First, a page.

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Imwalle

Dirt Lot 0'
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  1. WeWork typically signs 10-15 year leases, and since they've already signed a lease with the Moxy, a halt on new leases might not affect them. However, I also read this online: "WeWork forms a subsidiary to represent each lease deal, which means individual locations could fold without leaving the company itself with much risk. The parent company only guarantees the lease for about six to 12 months on a 15-year agreement, according to documents associated with WeWork’s inaugural bond offering" Which paints a less rosy picture. Theres also a chance WeWork capsizes altogether, although I imagine whoever buys up the pieces might have to honor the existing leases.
  2. I love that they hid the Main Bar behind a tree in that rendering.
  3. Petition to stop building pools on the north side of a building that will catch almost no sun.
  4. Low quality pic, but here's a different angle of the cores from a bit of a distance.
  5. For those keeping track at home, 342 feet would put this as the 15th tallest building in the city, just below the Continental Center and above the PNC building.
  6. Agreed. Particularly bad is the William Green Building, which essentially disappears at night.
  7. Let me be of assistance https://www.thisweeknews.com/news/20190416/developer-sees-trolley-district-project-as-catalyst-for-near-east-side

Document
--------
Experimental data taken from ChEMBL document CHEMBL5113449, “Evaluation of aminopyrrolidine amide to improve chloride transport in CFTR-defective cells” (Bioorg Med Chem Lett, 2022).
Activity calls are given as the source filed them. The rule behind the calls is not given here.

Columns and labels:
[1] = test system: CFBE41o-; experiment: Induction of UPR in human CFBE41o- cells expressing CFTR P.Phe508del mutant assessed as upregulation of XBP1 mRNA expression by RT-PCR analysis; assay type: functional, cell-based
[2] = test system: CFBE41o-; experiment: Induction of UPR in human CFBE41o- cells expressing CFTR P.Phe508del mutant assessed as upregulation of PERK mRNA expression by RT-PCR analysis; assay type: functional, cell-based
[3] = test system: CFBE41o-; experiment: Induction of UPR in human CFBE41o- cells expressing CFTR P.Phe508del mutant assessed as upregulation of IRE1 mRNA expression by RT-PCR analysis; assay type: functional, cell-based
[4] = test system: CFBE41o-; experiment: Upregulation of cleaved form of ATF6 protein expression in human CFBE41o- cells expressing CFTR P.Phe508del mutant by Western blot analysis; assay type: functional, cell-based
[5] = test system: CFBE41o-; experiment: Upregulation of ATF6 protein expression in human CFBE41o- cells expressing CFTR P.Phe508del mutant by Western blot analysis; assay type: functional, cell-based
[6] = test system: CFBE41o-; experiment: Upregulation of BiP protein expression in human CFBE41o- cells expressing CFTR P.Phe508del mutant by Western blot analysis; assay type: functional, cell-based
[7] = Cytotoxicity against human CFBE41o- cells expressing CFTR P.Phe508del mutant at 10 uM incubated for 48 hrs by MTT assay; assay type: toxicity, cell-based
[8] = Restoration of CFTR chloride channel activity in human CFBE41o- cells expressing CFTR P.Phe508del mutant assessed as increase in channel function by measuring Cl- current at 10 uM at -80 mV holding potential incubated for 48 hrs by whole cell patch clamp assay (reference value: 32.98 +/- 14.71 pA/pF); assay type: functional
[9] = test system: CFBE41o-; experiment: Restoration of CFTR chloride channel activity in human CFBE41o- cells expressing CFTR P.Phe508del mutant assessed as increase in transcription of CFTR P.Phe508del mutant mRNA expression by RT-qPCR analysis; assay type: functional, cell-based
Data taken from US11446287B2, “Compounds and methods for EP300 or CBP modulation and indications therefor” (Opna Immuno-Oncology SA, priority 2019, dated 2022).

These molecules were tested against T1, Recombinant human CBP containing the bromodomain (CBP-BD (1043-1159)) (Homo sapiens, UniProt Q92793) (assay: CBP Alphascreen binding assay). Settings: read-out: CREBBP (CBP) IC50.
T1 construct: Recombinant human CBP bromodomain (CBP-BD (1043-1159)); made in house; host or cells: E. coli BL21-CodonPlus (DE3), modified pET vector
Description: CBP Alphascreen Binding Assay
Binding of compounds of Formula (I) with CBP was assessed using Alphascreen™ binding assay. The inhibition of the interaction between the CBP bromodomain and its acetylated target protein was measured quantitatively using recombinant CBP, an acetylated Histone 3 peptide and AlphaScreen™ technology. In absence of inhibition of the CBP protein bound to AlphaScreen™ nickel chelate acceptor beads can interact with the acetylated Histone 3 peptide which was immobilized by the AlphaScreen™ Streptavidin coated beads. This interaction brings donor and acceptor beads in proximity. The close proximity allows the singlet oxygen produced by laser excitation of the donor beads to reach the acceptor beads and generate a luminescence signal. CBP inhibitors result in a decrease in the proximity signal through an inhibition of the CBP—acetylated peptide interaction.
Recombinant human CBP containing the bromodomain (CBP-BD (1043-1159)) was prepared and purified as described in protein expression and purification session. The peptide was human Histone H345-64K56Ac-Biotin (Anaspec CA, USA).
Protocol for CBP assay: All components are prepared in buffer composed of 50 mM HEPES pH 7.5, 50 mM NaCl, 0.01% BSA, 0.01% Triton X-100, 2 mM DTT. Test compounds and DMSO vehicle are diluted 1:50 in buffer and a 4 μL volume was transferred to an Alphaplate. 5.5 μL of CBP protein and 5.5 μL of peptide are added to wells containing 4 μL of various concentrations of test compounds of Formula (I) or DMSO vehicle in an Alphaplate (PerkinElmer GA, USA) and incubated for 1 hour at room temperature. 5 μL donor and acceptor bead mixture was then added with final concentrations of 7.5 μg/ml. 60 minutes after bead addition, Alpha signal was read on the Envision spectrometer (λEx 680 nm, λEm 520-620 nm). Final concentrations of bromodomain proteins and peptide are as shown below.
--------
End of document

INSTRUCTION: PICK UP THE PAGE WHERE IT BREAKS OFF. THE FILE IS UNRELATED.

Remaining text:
8. I don't think they're adding more workers, just moving existing ones that already exist 100' over.
  9. "If voters approve a new Municipal Court building, it would be up to county officials to decide whether the old building can be renovated for another use or demolished when the court moves out in three to five years" Seems like a waste if they just up and move over a half a block, and tear down the old building. I'm weary about getting rid of any green space when there's surface lots a plenty downtown.
  10. I'd imagine the lower height is due to skyrocketing construction costs. I'm surprised it hasn't been hasn't been put on hold.
  11. For reference this is very common in cities like Chicago, where many of their buildings are built over railroad tracks.
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